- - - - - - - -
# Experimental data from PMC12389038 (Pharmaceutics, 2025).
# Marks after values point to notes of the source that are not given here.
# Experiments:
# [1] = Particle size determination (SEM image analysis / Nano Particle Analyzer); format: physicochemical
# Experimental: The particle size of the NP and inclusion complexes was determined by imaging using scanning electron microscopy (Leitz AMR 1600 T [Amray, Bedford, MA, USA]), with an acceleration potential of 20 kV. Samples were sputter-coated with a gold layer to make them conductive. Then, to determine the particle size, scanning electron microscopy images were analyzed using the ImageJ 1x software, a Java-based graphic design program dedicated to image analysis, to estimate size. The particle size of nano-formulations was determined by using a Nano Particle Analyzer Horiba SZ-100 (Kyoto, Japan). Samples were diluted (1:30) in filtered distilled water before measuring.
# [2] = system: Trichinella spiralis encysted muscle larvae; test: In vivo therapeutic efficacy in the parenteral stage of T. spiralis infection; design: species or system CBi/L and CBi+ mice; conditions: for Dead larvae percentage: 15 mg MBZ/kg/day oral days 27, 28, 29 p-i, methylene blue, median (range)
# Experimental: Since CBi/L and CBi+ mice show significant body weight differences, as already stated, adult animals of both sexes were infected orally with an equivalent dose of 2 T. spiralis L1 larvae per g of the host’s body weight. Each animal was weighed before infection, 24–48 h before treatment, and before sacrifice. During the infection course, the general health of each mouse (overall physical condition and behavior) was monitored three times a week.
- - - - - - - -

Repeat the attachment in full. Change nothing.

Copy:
# Experimental data from PMC12389038 (Pharmaceutics, 2025).
# Marks after values point to notes of the source that are not given here.
# Experiments:
# [1] = Particle size determination (SEM image analysis / Nano Particle Analyzer); format: physicochemical
# Experimental: The particle size of the NP and inclusion complexes was determined by imaging using scanning electron microscopy (Leitz AMR 1600 T [Amray, Bedford, MA, USA]), with an acceleration potential of 20 kV. Samples were sputter-coated with a gold layer to make them conductive. Then, to determine the particle size, scanning electron microscopy images were analyzed using the ImageJ 1x software, a Java-based graphic design program dedicated to image analysis, to estimate size. The particle size of nano-formulations was determined by using a Nano Particle Analyzer Horiba SZ-100 (Kyoto, Japan). Samples were diluted (1:30) in filtered distilled water before measuring.
# [2] = system: Trichinella spiralis encysted muscle larvae; test: In vivo therapeutic efficacy in the parenteral stage of T. spiralis infection; design: species or system CBi/L and CBi+ mice; conditions: for Dead larvae percentage: 15 mg MBZ/kg/day oral days 27, 28, 29 p-i, methylene blue, median (range)
# Experimental: Since CBi/L and CBi+ mice show significant body weight differences, as already stated, adult animals of both sexes were infected orally with an equivalent dose of 2 T. spiralis L1 larvae per g of the host’s body weight. Each animal was weighed before infection, 24–48 h before treatment, and before sacrifice. During the infection course, the general health of each mouse (overall physical condition and behavior) was monitored three times a week.